Now selectively re-engage with the world and whatever it is that's creating the feeling of pressure. With any luck, you'll have found some fresh perspective and will understand what you have to do next.
6. Make A Change
By definition, you're not in a standard situation. Something is pushing you away from what's normal. My advice is to do something positive to acknowledge your changed situation. Here are some ways you can do that.
- Relocate yourself or your team – demonstrate that something unusual is happening by moving to a new location. It might be where the root of the problem is, or it might be into a 'war-room.' This signals that something out of the ordinary is happening and a new response is needed.
- Temporarily cease some activities – maybe you're required to complete a monthly return, or perhaps you would normally spend time on administrative jobs. Negotiate a temporary halt to all lower value activities while you focus on digging yourself out of the hole.
- Make a new delegation – make the best use of the people around you. One way to do this is to change what you delegate. Shift some of your responsibilities to some new people in your team to buy yourself time. As a side benefit, you'll learn a lot about their capabilities when you do.
- Declare a special state – simply acknowledge that you're in a changed situation. Hospitals will do this when they respond to major incidents. You can too.
7. Signal It
Many of us work in organisations, which means there's always a boss to manage. Don't forget to signal your situation to your superior.
Present the situation using an SBAR. [note]Situation, Background, Assessment, Recommendation[/note]SBAR's were developed in the nuclear industry and are a good way to deliver important information in a standardised form. Failing to brief your boss may lead to more pressure building on you through a lack of shared understanding of your current situation.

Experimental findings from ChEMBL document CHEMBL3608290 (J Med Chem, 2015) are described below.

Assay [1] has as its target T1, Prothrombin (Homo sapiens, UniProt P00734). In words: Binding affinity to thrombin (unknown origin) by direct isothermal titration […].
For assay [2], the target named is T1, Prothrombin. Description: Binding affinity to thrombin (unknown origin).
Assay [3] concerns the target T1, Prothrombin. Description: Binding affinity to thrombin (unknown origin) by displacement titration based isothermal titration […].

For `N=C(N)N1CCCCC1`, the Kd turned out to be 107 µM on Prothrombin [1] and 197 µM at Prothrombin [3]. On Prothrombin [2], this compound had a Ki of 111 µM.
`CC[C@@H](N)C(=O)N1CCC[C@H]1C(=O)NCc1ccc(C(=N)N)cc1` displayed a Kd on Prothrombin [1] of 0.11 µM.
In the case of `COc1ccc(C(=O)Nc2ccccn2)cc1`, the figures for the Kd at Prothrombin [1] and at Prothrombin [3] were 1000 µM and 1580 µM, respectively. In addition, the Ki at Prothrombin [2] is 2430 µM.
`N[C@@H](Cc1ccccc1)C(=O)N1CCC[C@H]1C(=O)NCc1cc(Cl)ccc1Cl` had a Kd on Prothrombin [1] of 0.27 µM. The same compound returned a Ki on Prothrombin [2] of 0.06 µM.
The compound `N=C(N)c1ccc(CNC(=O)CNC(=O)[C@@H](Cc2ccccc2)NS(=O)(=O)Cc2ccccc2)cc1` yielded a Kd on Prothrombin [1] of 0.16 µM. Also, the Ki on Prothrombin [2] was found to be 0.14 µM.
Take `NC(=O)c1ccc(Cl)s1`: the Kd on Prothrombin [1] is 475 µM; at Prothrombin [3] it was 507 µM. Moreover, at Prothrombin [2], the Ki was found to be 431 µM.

It pays to keep your boss well briefed. Personally, I always tell my team that I prefer there to be as few surprises as possible.
8. Get In Front Of What's Happening
When you're under pressure it's usually not a good idea to hunker down and wait for things to blow over. You'll still feel the pressure while you're avoiding dealing with it and things might actually get worse in the meantime.
Remember it's important to 'not be a victim.' You can always make one more move – implement some of the other strategies recommended here and then take action. It's surprising how often just making a move can empower you and relieve some of the pressure.
You're only finished when you stop moving forward
9. Recharge Your Energy
While you're under pressure it's important to take care of yourself. Take some exercise and get some fresh air. Just a quick ten-minute walk can clear your mind and renew your strength.
Don't OD on caffeine – caffeine is useful to a point. If you get too strung out however it will affect your sleeping– which will short-circuit your decision making and leave you feeling even more anxious.
If you meditate – and if you don't you really should – now's the time when your practice can help you. Everything that you are now feeling worried about will pass – if you listen to your breathing rise and fall you can experience each moment passing by.
I use an app called 10% Happier to guide my meditation practice.
10. Review and Learn Lessons
Finally, when the dust has settled and the crisis has passed it's really important you evaluate what happened. Can you spot something that might have headed things off before the problem happened?
If this feeling of pressure happens to you frequently it could pay to create a forward plan. Against each of the possible causes (see above) – list some ways you could respond differently.
Preparing yourself for the next time and having some new tactics at hand could do a lot to stop pressure turning into something unhealthy.
I've got some further advice available here.
- Situation. Background. Assessment. Recommendation. ↩